Artis v District of Columbia: Statute of Limitations for State Claims Stops While in Federal Court
In Artis v District of Columbia, 583 U. S. ____ (2018), the U.S. Supreme Court held that bringing state claims in federal court stops the clock on the statute of limitations for those claims. The decision represented the first time that the justices have split 5-4 this term.
Legal Background in Artis v District of Columbia
Pursuant to 28 U. S. C. §1367(a), federal district courts may exercise supplemental jurisdiction over state claims not otherwise within their adjudicatory authority if those claims are “part of the same case or controversy” as the federal claims the plaintiff asserts. When a district court dismisses all claims independently qualifying for the exercise of federal jurisdiction, it ordinarily also dismisses all related state claims. Section 1367(d) provides that the “period of limitations for” refiling in state court a state claim so dismissed “shall be tolled while the claim is pending [in federal court] and for a period of 30 days after it is dismissed unless State law provides for a longer tolling period.”
Facts of Artis v District of Columbia
When Stephanie Artis filed a federal-court suit against respondent District of Columbia (District), alleging a federal employment-discrimination claim and three allied claims under D.C. law, nearly two years remained on the applicable statute of limitations for the state-law violations. Two and a half years later, the Federal District Court ruled against Artis on her sole federal claim and dismissed the state- law claims under §1367(c). Fifty-nine days after the dismissal, Artis refiled her state-law claims in the D.C. Superior Court, but that court dismissed them as time-barred.
The D.C. Court of Appeals affirmed, holding that §1367(d) accorded Artis only a 30-day grace period to refile in state court and rejecting her argument that the word “tolled” in §1367(d) means that the limitations period is suspended during the pendency of the federal suit. Artis appealed to the U.S. Supreme Court. As described by the Court, the issue before it was whether the word “tolled,” as used in §1367(d), means the state limitations period is suspended during the pendency of the federal suit; or does “tolled” mean that, although the state limitations period continues to run, a plaintiff is accorded a grace period of 30 days to refile in state court post-dismissal of the federal case.
Majority Decision in Artis v District of Columbia
By a vote of 5-4, the Court reversed. The majority adopted the so-called “stop-the-clock” interpretation proffered by Artis. Justice Ruth Bader Ginsburg wrote on behalf of the majority.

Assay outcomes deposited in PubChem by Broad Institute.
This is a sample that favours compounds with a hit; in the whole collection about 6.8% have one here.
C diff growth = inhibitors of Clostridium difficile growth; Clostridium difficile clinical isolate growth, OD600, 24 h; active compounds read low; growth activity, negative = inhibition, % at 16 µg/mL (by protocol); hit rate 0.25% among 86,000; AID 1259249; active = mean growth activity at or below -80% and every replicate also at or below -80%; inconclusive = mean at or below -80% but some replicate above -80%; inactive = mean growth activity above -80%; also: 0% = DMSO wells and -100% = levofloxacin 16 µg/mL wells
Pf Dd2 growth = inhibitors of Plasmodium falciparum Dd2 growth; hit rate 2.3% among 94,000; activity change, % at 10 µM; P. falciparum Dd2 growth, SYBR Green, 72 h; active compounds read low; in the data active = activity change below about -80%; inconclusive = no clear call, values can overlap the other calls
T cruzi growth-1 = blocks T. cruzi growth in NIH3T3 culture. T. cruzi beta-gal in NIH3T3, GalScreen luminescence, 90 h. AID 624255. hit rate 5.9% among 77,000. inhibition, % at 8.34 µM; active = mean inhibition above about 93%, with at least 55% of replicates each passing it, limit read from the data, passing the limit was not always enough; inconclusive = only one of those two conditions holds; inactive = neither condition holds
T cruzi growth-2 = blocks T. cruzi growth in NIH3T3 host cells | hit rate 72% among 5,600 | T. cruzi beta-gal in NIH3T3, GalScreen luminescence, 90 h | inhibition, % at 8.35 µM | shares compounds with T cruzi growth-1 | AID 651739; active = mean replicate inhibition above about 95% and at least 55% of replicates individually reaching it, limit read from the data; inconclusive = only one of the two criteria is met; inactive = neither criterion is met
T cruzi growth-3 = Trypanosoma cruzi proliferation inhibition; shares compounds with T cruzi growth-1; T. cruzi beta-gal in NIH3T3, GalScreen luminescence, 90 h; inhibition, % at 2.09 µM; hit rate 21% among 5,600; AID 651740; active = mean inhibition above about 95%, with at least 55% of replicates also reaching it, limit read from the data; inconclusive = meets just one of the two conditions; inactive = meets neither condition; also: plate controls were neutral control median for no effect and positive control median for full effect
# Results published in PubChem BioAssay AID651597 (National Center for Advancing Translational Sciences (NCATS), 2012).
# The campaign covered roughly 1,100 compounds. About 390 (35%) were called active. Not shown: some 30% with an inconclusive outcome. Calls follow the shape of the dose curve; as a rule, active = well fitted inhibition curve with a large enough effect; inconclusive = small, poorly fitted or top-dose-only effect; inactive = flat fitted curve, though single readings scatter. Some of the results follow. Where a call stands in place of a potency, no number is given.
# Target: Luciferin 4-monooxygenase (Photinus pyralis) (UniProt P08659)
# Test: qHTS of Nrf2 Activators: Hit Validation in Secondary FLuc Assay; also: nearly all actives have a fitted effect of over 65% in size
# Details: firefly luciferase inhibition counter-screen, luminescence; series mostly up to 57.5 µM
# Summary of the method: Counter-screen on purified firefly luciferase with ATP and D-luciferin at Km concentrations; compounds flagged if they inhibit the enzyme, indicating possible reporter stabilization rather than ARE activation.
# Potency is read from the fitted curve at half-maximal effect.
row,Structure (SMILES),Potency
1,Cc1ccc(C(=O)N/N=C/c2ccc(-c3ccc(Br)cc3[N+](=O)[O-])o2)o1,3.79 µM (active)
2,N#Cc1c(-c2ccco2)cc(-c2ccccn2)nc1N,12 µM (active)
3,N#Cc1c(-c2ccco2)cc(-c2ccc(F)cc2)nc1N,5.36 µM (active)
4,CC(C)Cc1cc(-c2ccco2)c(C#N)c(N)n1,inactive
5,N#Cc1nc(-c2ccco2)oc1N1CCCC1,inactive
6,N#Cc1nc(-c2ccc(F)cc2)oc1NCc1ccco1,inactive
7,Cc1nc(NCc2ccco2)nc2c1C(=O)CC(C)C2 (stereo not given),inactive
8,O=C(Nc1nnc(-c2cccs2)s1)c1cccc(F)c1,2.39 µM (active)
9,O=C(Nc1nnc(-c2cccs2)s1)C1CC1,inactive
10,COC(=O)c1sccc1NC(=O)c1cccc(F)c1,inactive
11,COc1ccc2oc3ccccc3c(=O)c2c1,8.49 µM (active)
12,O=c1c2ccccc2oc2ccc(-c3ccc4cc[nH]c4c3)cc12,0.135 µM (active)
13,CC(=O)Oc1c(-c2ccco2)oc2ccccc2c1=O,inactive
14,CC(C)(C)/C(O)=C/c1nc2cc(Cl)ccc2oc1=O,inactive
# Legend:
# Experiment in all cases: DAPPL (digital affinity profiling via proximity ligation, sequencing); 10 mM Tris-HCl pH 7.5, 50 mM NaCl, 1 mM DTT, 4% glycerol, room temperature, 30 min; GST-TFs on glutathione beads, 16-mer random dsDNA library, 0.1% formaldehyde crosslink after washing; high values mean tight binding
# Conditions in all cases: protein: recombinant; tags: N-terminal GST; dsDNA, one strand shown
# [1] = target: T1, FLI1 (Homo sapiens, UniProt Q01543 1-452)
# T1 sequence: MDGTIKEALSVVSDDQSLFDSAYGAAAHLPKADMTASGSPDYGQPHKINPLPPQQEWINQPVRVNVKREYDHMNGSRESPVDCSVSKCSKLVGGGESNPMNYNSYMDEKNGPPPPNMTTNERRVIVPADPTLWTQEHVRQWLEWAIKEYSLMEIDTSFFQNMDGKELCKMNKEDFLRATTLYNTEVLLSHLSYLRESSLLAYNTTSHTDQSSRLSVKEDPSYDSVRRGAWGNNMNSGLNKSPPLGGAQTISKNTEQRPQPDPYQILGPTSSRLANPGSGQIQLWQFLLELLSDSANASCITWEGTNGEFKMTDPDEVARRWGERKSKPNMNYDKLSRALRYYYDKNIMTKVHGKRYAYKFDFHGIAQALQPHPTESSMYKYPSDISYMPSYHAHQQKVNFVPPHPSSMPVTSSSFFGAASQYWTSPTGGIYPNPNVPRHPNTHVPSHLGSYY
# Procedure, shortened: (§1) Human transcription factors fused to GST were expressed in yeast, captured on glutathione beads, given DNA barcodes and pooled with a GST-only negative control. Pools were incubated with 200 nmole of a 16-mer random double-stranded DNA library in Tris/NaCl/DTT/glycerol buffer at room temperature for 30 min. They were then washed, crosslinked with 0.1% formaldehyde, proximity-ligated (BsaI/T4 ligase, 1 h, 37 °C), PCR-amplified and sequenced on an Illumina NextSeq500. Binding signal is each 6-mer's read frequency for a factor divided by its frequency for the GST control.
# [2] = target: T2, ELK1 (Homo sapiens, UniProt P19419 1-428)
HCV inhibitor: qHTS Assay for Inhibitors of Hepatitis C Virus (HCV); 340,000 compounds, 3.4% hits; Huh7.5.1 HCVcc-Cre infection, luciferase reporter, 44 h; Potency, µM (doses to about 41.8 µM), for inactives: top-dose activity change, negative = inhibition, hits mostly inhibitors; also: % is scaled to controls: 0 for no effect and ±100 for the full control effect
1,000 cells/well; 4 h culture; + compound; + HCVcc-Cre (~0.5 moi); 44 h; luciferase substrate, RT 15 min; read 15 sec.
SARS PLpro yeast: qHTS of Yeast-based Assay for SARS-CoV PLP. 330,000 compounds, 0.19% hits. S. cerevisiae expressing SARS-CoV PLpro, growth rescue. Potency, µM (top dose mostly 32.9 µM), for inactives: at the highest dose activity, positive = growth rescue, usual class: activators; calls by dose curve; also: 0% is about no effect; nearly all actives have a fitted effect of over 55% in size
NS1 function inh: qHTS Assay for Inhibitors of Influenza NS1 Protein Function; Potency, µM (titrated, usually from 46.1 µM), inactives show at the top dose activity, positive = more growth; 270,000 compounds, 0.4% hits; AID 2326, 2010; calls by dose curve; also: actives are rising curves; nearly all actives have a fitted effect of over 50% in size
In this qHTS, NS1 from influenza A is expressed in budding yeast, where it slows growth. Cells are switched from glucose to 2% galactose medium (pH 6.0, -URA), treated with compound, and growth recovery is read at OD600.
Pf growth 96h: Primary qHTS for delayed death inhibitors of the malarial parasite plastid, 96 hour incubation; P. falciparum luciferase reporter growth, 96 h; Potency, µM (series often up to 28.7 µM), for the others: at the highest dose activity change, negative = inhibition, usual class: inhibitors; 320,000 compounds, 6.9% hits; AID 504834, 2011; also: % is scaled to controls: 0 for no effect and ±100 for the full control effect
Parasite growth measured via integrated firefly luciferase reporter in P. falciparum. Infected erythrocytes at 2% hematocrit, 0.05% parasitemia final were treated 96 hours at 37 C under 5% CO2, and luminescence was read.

According to the majority, Section 1367(d)’s instruction to “toll” a state limitations period means to hold it in abeyance, i.e., to stop the clock. “Considering first the ordinary meaning of the statutory language, §1367(d) is phrased as a tolling provision. It suspends the statute of limitations both while the claim is pending in federal court and for 30 days post-dismissal,” Justice Ginsburg wrote. “Artis’ interpretation is a natural fit with this language.”
The majority rejected the notion that § 1367(d) is merely grace period. Justice Ginsburg wrote:
Tellingly, the District has not identified any federal statute in which a grace-period meaning has been ascribed to the word “tolled” or any word similarly rooted. Nor has the dissent, for all its mighty strivings, identified even one federal statute that fits its bill, i.e., a federal statute that says “tolled” but means something other than “suspended,” or “paused,” or “stopped.”
The Court also concluded that stop-the-clock interpretation of §1367(d) did not present a serious constitutional problem. In support, it cited Jinks v. Richland County, 538 U. S. 456 (2003), in which the Court rejected an argument that §1367(d) impermissibly exceeds Congress’ authority under the Necessary and Proper Clause. Justice Ginsburg further explained:
The District contends that a stop-the-clock prescription serves “no federal purpose” that could not be served by a grace-period prescription. But both devices are standard, off-the- shelf means of accounting for the fact that a claim was timely pressed in another forum. Requiring Congress to choose one over the other would impose a tighter constraint on Congress’ discretion than this Court has countenanced. A concern that a stop-the-clock prescription entails a greater imposition on the States than a grace-period prescription may also be more theoretical than real. Finally, a stop-the- clock rule like §1367(d) is suited to the primary purposes of limitations statutes: “‘preventing surprises’” to defendants and “‘barring a plaintiff who has slept on his rights.’”
Dissent in Artis v District of Columbia
Justice Neil Gorsuch filed a dissenting opinion, in which Justices Kennedy, Thomas and Alito joined. The dissenting justices argued that “the result the court reaches today represents no small intrusion on traditional state functions and no small departure from our foundational principles of federalism.”
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Preamble to the Bill of Rights
Congress of the United States begun and held at the City of New-York, on Wednesday the fourth of March, one thousand seven hundred and eighty nine.
THE Conventions of a number of the States, having at the time of their adopting the Constitution, expressed a desire, in order to prevent misconstruction or abuse of its powers, that further declaratory and restrictive clauses should be added: And as extending the ground of public confidence in the Government, will best ensure the beneficent ends of its institution.